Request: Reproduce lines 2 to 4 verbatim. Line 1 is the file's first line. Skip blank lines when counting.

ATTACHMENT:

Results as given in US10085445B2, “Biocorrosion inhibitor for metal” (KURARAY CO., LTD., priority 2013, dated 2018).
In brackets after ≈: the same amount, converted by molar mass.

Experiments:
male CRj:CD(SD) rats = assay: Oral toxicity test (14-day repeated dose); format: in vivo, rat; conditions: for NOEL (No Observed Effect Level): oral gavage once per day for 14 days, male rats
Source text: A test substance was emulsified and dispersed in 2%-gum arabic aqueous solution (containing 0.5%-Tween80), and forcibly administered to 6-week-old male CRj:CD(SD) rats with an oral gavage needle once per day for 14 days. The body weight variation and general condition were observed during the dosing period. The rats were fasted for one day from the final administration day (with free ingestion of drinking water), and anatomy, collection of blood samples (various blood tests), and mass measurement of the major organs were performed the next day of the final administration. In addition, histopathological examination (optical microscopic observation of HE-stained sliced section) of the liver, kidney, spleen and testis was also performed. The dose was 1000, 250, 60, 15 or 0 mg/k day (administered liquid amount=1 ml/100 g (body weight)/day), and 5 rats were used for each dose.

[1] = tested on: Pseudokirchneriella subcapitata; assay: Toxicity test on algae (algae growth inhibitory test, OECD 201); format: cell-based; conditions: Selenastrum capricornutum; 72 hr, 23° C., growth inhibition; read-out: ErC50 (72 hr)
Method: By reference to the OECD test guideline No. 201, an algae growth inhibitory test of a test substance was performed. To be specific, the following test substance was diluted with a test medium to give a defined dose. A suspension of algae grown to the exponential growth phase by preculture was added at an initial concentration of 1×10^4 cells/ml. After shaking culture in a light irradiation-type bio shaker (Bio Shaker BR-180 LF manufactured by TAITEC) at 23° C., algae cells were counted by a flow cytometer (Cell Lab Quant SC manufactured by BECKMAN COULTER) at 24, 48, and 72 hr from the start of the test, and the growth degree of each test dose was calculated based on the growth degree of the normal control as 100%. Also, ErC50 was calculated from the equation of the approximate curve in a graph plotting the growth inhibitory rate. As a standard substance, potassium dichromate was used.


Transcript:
In brackets after ≈: the same amount, converted by molar mass.

Experiments:
male CRj:CD(SD) rats = assay: Oral toxicity test (14-day repeated dose); format: in vivo, rat; conditions: for NOEL (No Observed Effect Level): oral gavage once per day for 14 days, male rats